A federal bill which will protect Tennessee walking horses, racking horses, and Spotted Saddle horses from the cruel practice known as “soring” was introduced in the U.S. House of Representatives on July 28 by Rep. Ted Yoho (R-Fla). The Prevent All Soring Tactics (PAST) Act, H.R. 3268, and its companion bill in the Senate, S. 1121, are endorsed by the American Association of Equine Practitioners and a broad coalition of major horse industry, veterinary and animal protection groups.
Soring is the abusive act of intentionally inflicting pain–through chemical or physical means–to accentuate a horse’s gait for training or show purposes. Although first banned by the Horse Protection Act in 1970, the illegal practice continues.
The PAST Act seeks to end soring by increasing criminal and civil penalties for those who sore a horse; eliminating the use of equipment known as action devices and performance packages, which are proven to mask the signs of soring; and allowing for the permanent disqualification of violators from competition.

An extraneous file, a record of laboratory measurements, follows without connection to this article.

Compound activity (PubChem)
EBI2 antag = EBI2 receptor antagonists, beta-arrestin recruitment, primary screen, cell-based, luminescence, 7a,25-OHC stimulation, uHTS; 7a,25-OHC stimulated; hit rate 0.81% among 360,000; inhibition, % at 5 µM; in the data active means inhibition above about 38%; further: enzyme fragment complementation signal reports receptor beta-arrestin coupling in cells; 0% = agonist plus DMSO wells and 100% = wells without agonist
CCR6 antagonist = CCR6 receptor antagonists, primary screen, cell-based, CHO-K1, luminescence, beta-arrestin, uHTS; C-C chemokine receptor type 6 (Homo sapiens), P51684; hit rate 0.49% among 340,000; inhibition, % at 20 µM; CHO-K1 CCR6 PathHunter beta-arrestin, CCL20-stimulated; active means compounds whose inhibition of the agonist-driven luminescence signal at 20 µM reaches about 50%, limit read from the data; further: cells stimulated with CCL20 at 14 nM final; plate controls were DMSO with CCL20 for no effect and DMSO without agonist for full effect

Both bills already have strong bipartisan support in Congress with 131 cosponsors in the House supporting H.R. 3268 and 44 cosponsors in the Senate in favor of S. 1121.
“It is impressive to see such bipartisan support for the bill,” said Dr. Kent Carter, president of the American Association of Equine Practitioners. “However, this support will only provide real help for these horses if this important legislation is passed.”
The AAEP encourages everyone who wishes to see an end to the abusive act of soring to email or call their congressional representatives in order to voice support for the bill. If your Senators or Representatives are cosponsors of the bill, please thank them for their support of the PAST Act and ask them to help bring the bill to a vote. If they are not cosponsors, please ask them to sign on as a cosponsor of H.R. 3268 or S. 1121.
The American Association of Equine Practitioners, headquartered in Lexington, Kentucky, was founded in 1954 as a non-profit organization dedicated to the health and welfare of the horse. Currently, the AAEP reaches more than 5 million horse owners through its over 9,000 members worldwide and is actively involved in ethics issues, practice management, research and continuing education in the equine veterinary profession and horse industry.